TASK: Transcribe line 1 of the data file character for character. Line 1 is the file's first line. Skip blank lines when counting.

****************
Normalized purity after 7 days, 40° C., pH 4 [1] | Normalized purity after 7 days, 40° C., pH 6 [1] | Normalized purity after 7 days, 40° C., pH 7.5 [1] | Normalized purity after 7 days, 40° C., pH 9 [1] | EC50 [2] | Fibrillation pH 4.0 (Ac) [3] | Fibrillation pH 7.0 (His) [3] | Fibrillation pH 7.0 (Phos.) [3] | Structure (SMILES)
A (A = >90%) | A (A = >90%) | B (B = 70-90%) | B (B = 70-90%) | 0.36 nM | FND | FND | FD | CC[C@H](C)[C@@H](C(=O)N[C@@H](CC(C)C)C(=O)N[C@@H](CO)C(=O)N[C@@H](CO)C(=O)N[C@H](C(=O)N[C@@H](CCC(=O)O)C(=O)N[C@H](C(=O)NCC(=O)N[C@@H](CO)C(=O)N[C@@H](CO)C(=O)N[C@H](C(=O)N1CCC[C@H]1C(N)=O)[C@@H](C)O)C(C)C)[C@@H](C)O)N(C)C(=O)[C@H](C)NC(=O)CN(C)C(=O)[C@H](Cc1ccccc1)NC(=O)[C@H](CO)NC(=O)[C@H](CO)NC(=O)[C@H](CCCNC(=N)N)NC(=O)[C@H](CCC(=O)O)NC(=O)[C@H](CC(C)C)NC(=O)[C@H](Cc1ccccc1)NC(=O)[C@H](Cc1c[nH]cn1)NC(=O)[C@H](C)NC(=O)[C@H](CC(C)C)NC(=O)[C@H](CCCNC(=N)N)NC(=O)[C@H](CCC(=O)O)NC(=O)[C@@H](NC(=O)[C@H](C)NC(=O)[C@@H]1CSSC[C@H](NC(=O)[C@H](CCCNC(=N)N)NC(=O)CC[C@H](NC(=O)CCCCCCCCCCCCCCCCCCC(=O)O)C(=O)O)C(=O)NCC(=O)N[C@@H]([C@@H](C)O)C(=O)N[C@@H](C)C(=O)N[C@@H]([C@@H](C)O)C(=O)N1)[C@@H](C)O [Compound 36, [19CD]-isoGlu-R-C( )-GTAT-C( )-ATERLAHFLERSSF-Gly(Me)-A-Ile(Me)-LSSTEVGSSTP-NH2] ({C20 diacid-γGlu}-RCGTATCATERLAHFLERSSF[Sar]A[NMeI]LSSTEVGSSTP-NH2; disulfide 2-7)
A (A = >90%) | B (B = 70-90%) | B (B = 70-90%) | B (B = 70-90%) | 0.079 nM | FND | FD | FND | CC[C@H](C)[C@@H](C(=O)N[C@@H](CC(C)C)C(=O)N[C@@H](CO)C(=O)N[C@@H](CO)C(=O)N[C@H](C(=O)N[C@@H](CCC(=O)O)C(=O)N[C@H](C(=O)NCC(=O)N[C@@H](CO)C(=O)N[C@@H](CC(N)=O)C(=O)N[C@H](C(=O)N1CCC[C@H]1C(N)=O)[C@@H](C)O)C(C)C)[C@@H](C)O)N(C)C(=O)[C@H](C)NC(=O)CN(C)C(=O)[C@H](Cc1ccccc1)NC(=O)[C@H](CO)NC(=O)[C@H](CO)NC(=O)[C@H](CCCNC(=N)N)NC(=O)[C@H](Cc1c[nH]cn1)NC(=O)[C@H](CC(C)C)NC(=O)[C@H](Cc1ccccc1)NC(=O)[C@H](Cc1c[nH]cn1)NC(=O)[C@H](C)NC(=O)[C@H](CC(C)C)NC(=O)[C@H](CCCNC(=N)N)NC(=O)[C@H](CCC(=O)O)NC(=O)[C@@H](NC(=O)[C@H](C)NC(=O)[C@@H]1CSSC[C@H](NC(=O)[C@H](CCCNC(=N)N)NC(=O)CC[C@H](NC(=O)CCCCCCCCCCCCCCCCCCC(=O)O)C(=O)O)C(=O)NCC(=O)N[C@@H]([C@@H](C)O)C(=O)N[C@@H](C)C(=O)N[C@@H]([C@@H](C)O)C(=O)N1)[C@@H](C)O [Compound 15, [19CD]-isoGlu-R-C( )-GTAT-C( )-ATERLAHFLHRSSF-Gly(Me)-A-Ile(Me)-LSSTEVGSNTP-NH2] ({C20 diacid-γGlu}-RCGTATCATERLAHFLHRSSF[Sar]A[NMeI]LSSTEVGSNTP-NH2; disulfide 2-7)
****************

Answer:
Normalized purity after 7 days, 40° C., pH 4 [1] | Normalized purity after 7 days, 40° C., pH 6 [1] | Normalized purity after 7 days, 40° C., pH 7.5 [1] | Normalized purity after 7 days, 40° C., pH 9 [1] | EC50 [2] | Fibrillation pH 4.0 (Ac) [3] | Fibrillation pH 7.0 (His) [3] | Fibrillation pH 7.0 (Phos.) [3] | Structure (SMILES)